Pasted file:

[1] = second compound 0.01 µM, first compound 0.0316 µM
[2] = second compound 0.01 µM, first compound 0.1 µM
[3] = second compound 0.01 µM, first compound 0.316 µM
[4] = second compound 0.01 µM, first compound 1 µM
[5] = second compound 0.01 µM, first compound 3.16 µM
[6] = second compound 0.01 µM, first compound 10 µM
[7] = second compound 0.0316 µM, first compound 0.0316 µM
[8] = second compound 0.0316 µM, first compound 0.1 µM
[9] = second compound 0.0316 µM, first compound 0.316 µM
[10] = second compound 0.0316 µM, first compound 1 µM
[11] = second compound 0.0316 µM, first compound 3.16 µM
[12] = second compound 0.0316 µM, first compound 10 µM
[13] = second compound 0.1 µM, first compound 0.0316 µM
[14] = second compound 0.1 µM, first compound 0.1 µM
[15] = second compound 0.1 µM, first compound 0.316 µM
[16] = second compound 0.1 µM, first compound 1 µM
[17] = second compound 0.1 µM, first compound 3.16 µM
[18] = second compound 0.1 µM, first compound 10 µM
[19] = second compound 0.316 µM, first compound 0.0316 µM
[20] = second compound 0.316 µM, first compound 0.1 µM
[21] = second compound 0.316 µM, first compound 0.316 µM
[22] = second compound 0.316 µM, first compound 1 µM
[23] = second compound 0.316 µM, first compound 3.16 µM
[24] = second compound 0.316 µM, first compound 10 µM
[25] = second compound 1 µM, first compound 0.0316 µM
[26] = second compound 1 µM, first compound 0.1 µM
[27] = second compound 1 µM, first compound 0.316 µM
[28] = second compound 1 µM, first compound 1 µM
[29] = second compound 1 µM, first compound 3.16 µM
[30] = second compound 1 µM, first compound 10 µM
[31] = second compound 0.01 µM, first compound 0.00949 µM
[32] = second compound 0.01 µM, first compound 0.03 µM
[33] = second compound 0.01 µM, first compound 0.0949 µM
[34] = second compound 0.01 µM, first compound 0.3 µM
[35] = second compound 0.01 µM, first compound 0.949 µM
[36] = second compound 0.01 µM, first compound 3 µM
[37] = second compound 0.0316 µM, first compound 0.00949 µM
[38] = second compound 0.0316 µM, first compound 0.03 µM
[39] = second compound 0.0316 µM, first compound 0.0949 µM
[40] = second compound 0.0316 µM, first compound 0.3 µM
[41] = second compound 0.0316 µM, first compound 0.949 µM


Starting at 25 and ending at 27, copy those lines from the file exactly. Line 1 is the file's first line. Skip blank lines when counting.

[25] = second compound 1 µM, first compound 0.0316 µM
[26] = second compound 1 µM, first compound 0.1 µM
[27] = second compound 1 µM, first compound 0.316 µM